It’s important to go beyond these basic questions when developing a study to improve its odds of success. Because clinical trials are meant to demonstrate the safety and efficacy of a drug or medical device, each factor involved must be carefully considered to avoid adverse outcomes.
Proper trial design can also save valuable money and time. The median cost of a clinical trial is $19 million, so repeating the trial can be a huge expense. Amato recommends considering the following factors while designing a trial to optimize its results.
Identifying the right group of patients for your study goes beyond determining whether participants have the disease being studied. Additional characteristics, such as whether patients smoke or drink alcohol, how long they’ve had this disease and its severity, and whether they have additional medical concerns all play a role in selection criteria. Understanding a patient’s full medical history helps avoid interactions between the drug being tested and any medications the patient is already taking, creating a safer study for all involved.
“The last thing you want is for the participants in your study to have a toxicity reaction because of what you’re giving them,” Amato says. “That reaction may not occur in folks that don’t smoke, for example.”
A carefully chosen patient population also mitigates the effects of any variables that would make statistical analysis more difficult. Because statistics are so important in proving a drug’s safety and efficacy, variables that could have otherwise been controlled can damage the study’s results and credibility.
Hundreds of thousands of clinical trials are conducted in the U.S. each year, and larger hospitals tend to host a larger percentage of those trials than small, community-based hospitals. While a nationally recognized hospital may lend the study more prestige, it may not be the ideal location if there are not enough patients available to participate.
“Getting the right patients is going to enable you to finish more quickly and get medicines out to people who need them more quickly,” Amato says.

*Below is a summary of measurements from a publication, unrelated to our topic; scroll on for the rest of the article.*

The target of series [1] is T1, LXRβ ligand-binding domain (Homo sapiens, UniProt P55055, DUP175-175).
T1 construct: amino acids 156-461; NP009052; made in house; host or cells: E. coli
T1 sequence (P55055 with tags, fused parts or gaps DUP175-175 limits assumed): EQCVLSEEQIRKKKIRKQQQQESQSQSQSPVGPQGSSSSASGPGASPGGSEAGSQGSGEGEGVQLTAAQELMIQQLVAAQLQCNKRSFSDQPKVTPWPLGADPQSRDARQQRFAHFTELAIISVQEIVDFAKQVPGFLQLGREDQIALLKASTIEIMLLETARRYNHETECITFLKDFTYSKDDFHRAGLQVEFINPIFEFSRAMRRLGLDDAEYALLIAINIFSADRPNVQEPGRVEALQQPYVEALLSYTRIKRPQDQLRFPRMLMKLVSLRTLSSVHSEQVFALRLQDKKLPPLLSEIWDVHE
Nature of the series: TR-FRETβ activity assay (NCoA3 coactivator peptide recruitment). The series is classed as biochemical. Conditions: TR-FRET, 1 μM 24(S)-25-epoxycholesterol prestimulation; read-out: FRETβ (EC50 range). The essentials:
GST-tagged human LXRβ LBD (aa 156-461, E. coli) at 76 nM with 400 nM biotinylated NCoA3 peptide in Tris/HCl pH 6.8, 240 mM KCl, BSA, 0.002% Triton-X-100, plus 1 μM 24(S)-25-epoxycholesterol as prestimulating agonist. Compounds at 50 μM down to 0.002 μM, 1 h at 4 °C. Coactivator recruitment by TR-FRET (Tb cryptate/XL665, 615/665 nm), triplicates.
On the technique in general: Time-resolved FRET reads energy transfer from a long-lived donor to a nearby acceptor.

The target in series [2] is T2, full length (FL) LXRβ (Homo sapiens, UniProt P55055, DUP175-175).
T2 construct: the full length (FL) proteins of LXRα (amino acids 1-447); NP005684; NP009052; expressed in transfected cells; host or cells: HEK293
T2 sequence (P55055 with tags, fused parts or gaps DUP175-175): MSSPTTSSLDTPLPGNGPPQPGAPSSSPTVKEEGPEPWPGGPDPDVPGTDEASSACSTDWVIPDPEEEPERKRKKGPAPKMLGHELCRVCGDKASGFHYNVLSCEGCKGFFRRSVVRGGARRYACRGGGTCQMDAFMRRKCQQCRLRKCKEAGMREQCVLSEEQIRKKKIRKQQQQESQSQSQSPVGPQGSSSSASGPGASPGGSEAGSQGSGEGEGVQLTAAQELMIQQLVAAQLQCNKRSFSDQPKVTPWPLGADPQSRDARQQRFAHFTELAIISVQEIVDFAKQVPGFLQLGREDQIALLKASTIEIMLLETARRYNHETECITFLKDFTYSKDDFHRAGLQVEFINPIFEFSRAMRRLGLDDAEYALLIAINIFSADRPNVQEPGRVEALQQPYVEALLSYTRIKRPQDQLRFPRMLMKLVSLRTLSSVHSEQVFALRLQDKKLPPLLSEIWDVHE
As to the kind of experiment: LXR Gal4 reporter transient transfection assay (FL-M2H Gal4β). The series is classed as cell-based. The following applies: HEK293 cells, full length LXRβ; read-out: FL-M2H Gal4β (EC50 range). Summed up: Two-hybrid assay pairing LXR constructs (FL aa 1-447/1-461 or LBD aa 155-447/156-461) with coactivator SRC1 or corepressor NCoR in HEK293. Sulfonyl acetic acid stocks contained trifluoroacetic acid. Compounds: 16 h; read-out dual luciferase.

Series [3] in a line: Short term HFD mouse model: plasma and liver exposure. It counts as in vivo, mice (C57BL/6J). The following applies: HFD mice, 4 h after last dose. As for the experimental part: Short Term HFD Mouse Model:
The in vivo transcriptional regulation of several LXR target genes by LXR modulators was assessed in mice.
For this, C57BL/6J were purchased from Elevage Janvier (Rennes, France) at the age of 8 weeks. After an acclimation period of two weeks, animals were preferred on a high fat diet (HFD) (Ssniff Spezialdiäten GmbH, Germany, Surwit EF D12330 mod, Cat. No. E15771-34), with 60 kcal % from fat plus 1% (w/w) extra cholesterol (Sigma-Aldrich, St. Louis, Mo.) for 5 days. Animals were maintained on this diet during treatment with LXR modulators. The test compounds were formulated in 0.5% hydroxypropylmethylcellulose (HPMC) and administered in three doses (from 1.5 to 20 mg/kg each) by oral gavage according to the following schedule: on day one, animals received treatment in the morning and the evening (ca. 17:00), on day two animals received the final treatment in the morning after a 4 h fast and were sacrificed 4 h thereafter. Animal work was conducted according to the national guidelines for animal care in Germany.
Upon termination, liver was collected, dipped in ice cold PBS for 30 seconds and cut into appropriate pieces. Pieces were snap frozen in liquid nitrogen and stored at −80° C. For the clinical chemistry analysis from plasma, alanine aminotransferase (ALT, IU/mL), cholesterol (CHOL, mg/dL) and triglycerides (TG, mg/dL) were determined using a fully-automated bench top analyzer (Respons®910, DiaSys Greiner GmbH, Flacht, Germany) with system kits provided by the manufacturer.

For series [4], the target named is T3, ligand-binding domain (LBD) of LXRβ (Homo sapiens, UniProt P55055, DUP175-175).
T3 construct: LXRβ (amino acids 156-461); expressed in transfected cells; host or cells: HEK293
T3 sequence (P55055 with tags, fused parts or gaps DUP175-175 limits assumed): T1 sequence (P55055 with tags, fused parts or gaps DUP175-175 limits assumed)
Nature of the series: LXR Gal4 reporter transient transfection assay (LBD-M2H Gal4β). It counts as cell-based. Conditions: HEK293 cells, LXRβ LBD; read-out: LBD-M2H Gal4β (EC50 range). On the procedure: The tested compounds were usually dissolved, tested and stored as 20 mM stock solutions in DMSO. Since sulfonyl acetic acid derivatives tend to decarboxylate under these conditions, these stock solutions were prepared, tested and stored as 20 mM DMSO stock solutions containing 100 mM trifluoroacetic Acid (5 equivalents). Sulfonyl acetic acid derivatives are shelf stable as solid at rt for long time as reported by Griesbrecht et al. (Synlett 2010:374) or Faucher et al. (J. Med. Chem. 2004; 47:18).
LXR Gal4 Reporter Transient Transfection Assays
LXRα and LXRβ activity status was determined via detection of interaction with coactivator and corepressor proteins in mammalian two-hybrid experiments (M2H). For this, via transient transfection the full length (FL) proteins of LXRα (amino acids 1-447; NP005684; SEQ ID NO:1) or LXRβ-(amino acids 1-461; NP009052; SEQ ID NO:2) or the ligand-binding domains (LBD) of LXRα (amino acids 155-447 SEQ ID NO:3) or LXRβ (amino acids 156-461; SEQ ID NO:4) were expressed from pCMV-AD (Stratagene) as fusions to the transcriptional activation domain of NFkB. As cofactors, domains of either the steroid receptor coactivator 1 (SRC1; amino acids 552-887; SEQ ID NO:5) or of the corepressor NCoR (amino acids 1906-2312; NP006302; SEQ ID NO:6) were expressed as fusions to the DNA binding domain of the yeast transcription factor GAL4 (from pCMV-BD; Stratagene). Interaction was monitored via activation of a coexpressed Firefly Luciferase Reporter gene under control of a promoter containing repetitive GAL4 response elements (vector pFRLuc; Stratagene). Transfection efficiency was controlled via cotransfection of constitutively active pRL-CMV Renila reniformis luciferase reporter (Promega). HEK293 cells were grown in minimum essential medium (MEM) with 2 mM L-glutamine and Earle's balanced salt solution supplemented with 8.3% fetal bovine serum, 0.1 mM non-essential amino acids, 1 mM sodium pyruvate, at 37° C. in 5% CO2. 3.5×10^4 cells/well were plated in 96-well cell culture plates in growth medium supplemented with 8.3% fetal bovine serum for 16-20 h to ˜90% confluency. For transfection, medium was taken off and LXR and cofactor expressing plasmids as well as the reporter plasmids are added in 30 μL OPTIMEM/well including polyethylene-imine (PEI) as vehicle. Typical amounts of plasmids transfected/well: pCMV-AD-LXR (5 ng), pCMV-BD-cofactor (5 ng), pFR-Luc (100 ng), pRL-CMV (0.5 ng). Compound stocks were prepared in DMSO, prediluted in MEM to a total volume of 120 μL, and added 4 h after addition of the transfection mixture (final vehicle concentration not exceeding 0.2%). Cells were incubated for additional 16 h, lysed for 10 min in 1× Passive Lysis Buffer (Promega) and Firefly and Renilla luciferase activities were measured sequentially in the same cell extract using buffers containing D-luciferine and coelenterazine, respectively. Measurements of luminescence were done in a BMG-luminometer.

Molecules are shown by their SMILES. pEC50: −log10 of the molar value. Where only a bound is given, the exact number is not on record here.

Seeking out smaller hospitals that have higher concentrations of eligible patients, rather than choosing a large one based solely on its reputation, is one way to optimize a study from the very beginning.
Any research team can contact the FDA for guidance while creating and conducting their clinical trials, and Amato recommends getting in touch early in the process.
“Make the FDA a partner in your study process,” he says. “They’d rather have you reach out at the front end and clear something up rather than go all the way through and get to a problem at the end.”
The FDA offers many guidance documents to help researchers optimize their clinical trials. Still, scientists can also reach out directly for personalized support to ensure that their trials are meeting the FDA’s strict requirements for drug approval.
How to Become a Clinical Trial Designer
“Clinical trial design is a team effort,” Amato says. Regulatory and clinical professionals, statisticians, and marketing groups work together to develop the trial, recruit participants, and manage each stage of the trial on a daily basis.
Each role requires a different type of training and specialization. A bachelor’s degree in a field like biotechnology, chemistry, or statistics can help you begin working towards clinical trial participation. Experience is also critical, and Amato notes that it typically takes several years of experience in an area of specialization—along with advanced degrees in regulatory affairs and related fields—to qualify for design roles.
Earning Your Master’s Degree in Regulatory Affairs
Scientists interested in conducting high-quality clinical trials should consider earning their master’s in regulatory affairs, which provides real-world experience and training in various stages of the drug development process.
Northeastern students must have two years of experience before enrolling in the clinical research regulatory affairs concentration within the regulatory affairs master’s program. Students without this experience can instead enroll in one of four additional concentrations and transfer later. All concentrations provide the opportunity to immediately gain experience through Experiential Network projects, internships, and co-ops that can help students advance.
“Even if you come in with a bare minimum of clinical research experience, you’re going to get more professional experience just by going through our program,” Amato says.
Northeastern students can also take advantage of the program’s extensive alumni network. Founded in 2007, the regulatory affairs program has thousands of alumni who can offer career networking and mentorship opportunities to students at all levels.
The program also recognizes the importance of the international medical community. The FDA has encouraged U.S.-based drug manufacturers to conduct trials abroad to ensure their products address the needs of diverse populations, and international students often plan to continue their careers outside of the United States. Northeastern’s master’s in regulatory affairs takes this into consideration, giving students the skills they need to work in a global marketplace.